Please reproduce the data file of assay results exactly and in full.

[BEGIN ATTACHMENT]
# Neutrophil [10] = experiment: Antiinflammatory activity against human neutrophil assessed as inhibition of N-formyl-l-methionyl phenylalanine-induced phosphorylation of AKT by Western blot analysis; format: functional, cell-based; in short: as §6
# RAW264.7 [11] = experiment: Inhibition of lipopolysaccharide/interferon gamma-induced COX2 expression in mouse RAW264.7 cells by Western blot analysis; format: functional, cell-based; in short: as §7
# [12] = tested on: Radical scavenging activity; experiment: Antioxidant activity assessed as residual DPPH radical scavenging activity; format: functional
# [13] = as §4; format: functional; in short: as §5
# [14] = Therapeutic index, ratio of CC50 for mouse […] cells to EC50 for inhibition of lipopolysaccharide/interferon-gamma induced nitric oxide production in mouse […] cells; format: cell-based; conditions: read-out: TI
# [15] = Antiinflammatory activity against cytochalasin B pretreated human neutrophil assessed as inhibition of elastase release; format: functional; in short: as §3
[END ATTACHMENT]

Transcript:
# Neutrophil [10] = experiment: Antiinflammatory activity against human neutrophil assessed as inhibition of N-formyl-l-methionyl phenylalanine-induced phosphorylation of AKT by Western blot analysis; format: functional, cell-based; in short: as §6
# RAW264.7 [11] = experiment: Inhibition of lipopolysaccharide/interferon gamma-induced COX2 expression in mouse RAW264.7 cells by Western blot analysis; format: functional, cell-based; in short: as §7
# [12] = tested on: Radical scavenging activity; experiment: Antioxidant activity assessed as residual DPPH radical scavenging activity; format: functional
# [13] = as §4; format: functional; in short: as §5
# [14] = Therapeutic index, ratio of CC50 for mouse […] cells to EC50 for inhibition of lipopolysaccharide/interferon-gamma induced nitric oxide production in mouse […] cells; format: cell-based; conditions: read-out: TI
# [15] = Antiinflammatory activity against cytochalasin B pretreated human neutrophil assessed as inhibition of elastase release; format: functional; in short: as §3